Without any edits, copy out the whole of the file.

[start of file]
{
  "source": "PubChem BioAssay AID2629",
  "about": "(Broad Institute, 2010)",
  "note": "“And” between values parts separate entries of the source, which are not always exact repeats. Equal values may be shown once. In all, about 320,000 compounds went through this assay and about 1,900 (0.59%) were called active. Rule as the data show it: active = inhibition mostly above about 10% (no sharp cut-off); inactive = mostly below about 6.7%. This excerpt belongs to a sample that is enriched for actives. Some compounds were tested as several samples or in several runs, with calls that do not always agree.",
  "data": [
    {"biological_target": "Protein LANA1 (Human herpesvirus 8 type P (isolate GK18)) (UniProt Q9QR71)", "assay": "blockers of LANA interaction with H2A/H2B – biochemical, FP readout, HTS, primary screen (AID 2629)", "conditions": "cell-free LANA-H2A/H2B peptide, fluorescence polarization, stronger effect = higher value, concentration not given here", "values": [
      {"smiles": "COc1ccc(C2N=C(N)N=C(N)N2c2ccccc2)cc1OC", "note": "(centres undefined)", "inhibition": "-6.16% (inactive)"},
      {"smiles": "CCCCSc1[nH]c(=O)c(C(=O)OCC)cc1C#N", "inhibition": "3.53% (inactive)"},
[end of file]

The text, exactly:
{
  "source": "PubChem BioAssay AID2629",
  "about": "(Broad Institute, 2010)",
  "note": "“And” between values parts separate entries of the source, which are not always exact repeats. Equal values may be shown once. In all, about 320,000 compounds went through this assay and about 1,900 (0.59%) were called active. Rule as the data show it: active = inhibition mostly above about 10% (no sharp cut-off); inactive = mostly below about 6.7%. This excerpt belongs to a sample that is enriched for actives. Some compounds were tested as several samples or in several runs, with calls that do not always agree.",
  "data": [
    {"biological_target": "Protein LANA1 (Human herpesvirus 8 type P (isolate GK18)) (UniProt Q9QR71)", "assay": "blockers of LANA interaction with H2A/H2B – biochemical, FP readout, HTS, primary screen (AID 2629)", "conditions": "cell-free LANA-H2A/H2B peptide, fluorescence polarization, stronger effect = higher value, concentration not given here", "values": [
      {"smiles": "COc1ccc(C2N=C(N)N=C(N)N2c2ccccc2)cc1OC", "note": "(centres undefined)", "inhibition": "-6.16% (inactive)"},
      {"smiles": "CCCCSc1[nH]c(=O)c(C(=O)OCC)cc1C#N", "inhibition": "3.53% (inactive)"},